Normally, guys with an ISO north of .200 (what FanGraphs qualifies as ‘Great’) come with a lot of strikeouts. In 2017, Bryant’s last full season, there were 48 guys with ISO’s above .200 and 550 PAs (the number generally accepted as an appropriate sample size). Of those 48 guys, Bryant was Top-20 in ISO (19th), lowest K% (19th), highest BB% (6th), and highest OBP (4th). He’s lived up to his 70/80 power grade while arguably outperforming his 50/55 discipline grade. Basically, there aren’t many better pure hitters in the game.

If we wanted to nitpick, Bryant’s defense could improve. After flashing serious leather during his first two seasons, Bryant was replacement-level in the field during 2017, and bad in 2018. Say what you will about the reliability of defensive numbers, but it’s hard to spin a negative DRS. His statcast numbers paint a similar, albeit slightly more forgiving, picture.

Still, it’s hard to judge Bryant’s defensive prowess on 2018. He’s been a net-positive in the field during every season he’s been healthy, and it stands to reason that a shoulder injury -- even one on his non-throwing shoulder -- would impede his defense in some way, shape, or form. Now, if a healthy Bryant puts up monster numbers at the plate all year and is still bad in the field, then maybe it’s worth a discussion.

For now, Kris Bryant Comeback SZN depends almost entirely on health. Even in a shortened season that was by all accounts disappointing, he was still 25 percent better than the average league hitter. If the shoulder’s fine, he’s in the MVP conversation.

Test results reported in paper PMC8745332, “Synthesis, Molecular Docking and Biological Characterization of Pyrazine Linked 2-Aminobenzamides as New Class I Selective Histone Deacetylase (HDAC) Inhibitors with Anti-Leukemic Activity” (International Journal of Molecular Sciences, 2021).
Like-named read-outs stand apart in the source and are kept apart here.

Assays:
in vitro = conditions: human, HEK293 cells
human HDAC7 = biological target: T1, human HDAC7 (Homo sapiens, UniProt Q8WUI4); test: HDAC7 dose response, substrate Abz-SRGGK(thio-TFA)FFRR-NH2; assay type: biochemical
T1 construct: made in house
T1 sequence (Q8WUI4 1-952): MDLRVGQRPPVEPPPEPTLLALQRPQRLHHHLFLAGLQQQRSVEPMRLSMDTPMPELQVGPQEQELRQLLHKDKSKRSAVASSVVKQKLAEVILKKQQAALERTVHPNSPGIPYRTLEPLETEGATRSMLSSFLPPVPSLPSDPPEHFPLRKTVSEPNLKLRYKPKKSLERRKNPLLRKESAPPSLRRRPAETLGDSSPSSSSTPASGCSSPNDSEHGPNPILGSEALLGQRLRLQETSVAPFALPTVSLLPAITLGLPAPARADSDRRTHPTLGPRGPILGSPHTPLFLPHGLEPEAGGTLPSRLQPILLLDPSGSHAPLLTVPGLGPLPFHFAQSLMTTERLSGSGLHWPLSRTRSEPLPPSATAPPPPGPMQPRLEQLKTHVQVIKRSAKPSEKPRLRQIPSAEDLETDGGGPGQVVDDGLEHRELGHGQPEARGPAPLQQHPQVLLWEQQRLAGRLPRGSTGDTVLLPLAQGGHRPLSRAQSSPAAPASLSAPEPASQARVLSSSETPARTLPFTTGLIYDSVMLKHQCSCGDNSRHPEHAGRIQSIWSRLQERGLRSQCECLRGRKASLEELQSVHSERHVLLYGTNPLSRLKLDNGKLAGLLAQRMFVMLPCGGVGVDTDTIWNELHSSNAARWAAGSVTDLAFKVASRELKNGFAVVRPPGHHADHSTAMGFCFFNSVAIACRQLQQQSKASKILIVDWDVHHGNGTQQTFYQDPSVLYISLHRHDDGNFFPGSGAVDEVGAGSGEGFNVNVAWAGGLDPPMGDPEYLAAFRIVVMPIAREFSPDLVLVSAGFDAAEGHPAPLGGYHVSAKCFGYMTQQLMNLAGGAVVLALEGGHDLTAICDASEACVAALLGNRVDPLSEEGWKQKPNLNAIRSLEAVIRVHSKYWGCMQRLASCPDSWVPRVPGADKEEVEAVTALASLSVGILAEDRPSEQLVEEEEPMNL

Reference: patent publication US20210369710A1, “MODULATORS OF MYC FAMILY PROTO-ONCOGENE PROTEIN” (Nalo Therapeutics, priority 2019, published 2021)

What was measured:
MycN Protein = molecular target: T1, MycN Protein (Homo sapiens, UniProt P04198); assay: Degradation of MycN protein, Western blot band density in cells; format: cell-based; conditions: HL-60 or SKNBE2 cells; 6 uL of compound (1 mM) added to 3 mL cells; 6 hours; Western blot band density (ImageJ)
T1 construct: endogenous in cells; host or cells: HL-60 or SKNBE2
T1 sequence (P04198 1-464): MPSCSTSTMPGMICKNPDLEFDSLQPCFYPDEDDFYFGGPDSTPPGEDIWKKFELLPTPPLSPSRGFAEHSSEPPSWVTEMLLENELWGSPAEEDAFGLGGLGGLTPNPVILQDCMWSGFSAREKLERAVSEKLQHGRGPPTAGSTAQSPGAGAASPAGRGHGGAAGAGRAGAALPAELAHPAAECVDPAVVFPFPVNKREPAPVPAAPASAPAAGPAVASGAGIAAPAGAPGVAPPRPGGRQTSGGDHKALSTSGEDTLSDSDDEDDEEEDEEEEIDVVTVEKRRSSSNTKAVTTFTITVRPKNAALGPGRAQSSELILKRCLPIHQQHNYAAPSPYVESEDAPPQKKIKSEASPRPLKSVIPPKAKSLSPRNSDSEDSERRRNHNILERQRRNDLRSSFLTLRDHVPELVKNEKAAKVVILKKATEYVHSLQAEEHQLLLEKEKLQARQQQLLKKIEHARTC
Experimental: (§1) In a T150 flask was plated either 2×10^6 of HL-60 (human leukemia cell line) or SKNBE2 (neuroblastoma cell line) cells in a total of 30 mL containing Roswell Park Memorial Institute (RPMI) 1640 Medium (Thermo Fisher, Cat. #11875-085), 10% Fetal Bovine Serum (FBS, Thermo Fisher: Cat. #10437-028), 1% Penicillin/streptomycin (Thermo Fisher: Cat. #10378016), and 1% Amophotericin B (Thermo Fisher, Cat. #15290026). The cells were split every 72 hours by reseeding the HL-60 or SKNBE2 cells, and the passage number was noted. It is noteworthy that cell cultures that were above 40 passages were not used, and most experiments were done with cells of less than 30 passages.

-Cam Ellis

 

The complete 19 for '19 series:

19. Who will be the Cubs' leadoff hitter?
18. Who's more likely to bounce back - Tyler Chatwood, Brian Duensing or Brandon Kintzler?
17. How different will Joe Maddon be in 2019?
16. Can Cubs keep off-field issues from being a distraction?
15. How can Cubs avoid a late-season fade again?
14. Is this the year young pitchers *finally* come up through the system to help in Chicago?
13. How much will Cubs be able to count on Brandon Morrow?
12. How does the Addison Russell situation shake out?
11. Will Willson Contreras fulfill his potential as the best catcher on the planet?
10. Will the offseason focus on leadership and accountability translate into the season?
9. Will payroll issues bleed into the season?
8. Will Javy Baez put up another MVP-caliber season?
7. Will Jon Lester and Cole Hamels win the battle against Father Time for another season?
6. What should we expect from Kris Bryant Revenge SZN?
5. Do the Cubs have enough in the bullpen?
4. What does Yu Darvish have in store for Year 2?
3. Are the Cubs the class of the NL Central?
2. Is the offense going to be significantly better in 2019?
1. How do the Cubs stay on-mission all year?

Click here to download the new MyTeams App by NBC Sports! Receive comprehensive coverage of your teams and stream the Cubs easily on your device.

Cubs Talk Podcast: Cardinals Scouting Report with Chris Rongey

stl-cards.jpg
USA TODAY

Cubs Talk Podcast: Cardinals Scouting Report with Chris Rongey

Luke Stuckmeyer is joined by Chris Rongey, host at 101 ESPN in St. Louis, to take a closer look at the arch-rival Cardinals. The pair discusses the ramifications of the rumored Paul Goldschmidt extension (2:30), the pressure on the Cardinals to get back to the playoffs (6:30), the potential of Jack Flaherty (10:30), and Kris Bryant's inflammatory comments about St. Louis at Cubs Convention (13:45).

Listen to the full podcast here or via the embedded player: